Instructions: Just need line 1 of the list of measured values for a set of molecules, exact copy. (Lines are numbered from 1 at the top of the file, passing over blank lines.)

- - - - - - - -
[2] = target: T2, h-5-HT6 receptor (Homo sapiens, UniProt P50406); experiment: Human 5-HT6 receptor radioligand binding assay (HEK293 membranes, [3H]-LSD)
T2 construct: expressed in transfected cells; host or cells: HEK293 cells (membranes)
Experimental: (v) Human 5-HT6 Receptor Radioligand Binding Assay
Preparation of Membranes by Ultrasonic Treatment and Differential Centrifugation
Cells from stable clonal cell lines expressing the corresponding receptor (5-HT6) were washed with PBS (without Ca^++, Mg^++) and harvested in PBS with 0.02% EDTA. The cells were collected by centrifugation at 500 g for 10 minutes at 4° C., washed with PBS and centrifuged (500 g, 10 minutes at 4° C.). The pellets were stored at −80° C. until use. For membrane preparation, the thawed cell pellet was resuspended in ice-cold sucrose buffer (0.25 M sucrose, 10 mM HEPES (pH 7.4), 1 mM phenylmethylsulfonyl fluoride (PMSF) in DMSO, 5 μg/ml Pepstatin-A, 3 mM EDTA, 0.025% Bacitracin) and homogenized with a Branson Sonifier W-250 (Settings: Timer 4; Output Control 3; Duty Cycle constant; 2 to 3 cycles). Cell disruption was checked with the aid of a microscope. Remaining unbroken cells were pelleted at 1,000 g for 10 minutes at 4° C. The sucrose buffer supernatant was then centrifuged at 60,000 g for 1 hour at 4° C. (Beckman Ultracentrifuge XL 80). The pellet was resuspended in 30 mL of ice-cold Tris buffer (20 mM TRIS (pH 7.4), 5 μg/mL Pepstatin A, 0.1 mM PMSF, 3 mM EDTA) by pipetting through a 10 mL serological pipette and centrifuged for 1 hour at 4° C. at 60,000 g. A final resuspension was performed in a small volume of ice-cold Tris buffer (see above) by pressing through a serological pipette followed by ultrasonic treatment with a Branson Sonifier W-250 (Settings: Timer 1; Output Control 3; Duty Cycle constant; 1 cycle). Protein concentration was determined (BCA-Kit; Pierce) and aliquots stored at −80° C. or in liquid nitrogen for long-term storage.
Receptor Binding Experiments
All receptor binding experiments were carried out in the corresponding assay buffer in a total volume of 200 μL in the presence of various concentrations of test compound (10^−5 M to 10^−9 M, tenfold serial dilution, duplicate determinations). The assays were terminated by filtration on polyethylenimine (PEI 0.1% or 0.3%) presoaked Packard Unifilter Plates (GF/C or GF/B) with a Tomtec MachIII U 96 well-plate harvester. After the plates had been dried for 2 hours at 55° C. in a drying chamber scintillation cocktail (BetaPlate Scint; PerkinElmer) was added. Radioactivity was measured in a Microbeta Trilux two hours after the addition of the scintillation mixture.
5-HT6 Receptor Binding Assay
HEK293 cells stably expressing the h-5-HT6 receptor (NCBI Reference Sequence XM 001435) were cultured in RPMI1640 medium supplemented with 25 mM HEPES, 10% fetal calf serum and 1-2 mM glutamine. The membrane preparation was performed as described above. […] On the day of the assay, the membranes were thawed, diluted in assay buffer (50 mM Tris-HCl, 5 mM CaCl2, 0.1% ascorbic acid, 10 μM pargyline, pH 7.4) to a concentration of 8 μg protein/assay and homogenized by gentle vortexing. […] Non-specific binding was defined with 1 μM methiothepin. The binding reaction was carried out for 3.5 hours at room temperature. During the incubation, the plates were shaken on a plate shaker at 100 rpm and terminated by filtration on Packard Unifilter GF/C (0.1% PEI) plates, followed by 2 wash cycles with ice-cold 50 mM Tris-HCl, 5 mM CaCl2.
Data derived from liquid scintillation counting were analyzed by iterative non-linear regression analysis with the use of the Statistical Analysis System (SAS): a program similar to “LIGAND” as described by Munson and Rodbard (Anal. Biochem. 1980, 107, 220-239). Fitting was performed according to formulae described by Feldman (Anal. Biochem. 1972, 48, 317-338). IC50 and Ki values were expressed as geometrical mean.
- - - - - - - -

[2] = target: T2, h-5-HT6 receptor (Homo sapiens, UniProt P50406); experiment: Human 5-HT6 receptor radioligand binding assay (HEK293 membranes, [3H]-LSD)